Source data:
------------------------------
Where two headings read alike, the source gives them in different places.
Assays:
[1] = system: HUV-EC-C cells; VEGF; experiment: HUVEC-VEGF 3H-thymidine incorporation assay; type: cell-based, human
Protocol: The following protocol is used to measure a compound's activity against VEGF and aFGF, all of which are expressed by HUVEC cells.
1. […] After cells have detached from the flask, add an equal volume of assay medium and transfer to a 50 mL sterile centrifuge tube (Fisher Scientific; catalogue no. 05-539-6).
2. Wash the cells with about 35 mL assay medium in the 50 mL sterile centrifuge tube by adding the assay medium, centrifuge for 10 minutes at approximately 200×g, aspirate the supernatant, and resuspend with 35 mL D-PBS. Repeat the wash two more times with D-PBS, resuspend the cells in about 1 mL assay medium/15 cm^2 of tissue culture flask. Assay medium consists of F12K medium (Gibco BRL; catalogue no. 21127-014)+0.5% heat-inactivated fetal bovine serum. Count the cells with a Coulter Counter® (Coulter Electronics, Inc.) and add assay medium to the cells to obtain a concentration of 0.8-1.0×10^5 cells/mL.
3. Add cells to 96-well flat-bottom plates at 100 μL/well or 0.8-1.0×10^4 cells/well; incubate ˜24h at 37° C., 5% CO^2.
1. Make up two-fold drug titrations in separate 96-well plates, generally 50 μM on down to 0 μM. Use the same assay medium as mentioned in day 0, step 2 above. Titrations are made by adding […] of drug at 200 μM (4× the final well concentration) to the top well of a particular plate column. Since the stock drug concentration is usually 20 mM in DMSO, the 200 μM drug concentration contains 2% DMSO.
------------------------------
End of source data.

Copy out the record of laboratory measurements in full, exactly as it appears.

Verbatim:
Where two headings read alike, the source gives them in different places.
Assays:
[1] = system: HUV-EC-C cells; VEGF; experiment: HUVEC-VEGF 3H-thymidine incorporation assay; type: cell-based, human
Protocol: The following protocol is used to measure a compound's activity against VEGF and aFGF, all of which are expressed by HUVEC cells.
1. […] After cells have detached from the flask, add an equal volume of assay medium and transfer to a 50 mL sterile centrifuge tube (Fisher Scientific; catalogue no. 05-539-6).
2. Wash the cells with about 35 mL assay medium in the 50 mL sterile centrifuge tube by adding the assay medium, centrifuge for 10 minutes at approximately 200×g, aspirate the supernatant, and resuspend with 35 mL D-PBS. Repeat the wash two more times with D-PBS, resuspend the cells in about 1 mL assay medium/15 cm^2 of tissue culture flask. Assay medium consists of F12K medium (Gibco BRL; catalogue no. 21127-014)+0.5% heat-inactivated fetal bovine serum. Count the cells with a Coulter Counter® (Coulter Electronics, Inc.) and add assay medium to the cells to obtain a concentration of 0.8-1.0×10^5 cells/mL.
3. Add cells to 96-well flat-bottom plates at 100 μL/well or 0.8-1.0×10^4 cells/well; incubate ˜24h at 37° C., 5% CO^2.
1. Make up two-fold drug titrations in separate 96-well plates, generally 50 μM on down to 0 μM. Use the same assay medium as mentioned in day 0, step 2 above. Titrations are made by adding […] of drug at 200 μM (4× the final well concentration) to the top well of a particular plate column. Since the stock drug concentration is usually 20 mM in DMSO, the 200 μM drug concentration contains 2% DMSO.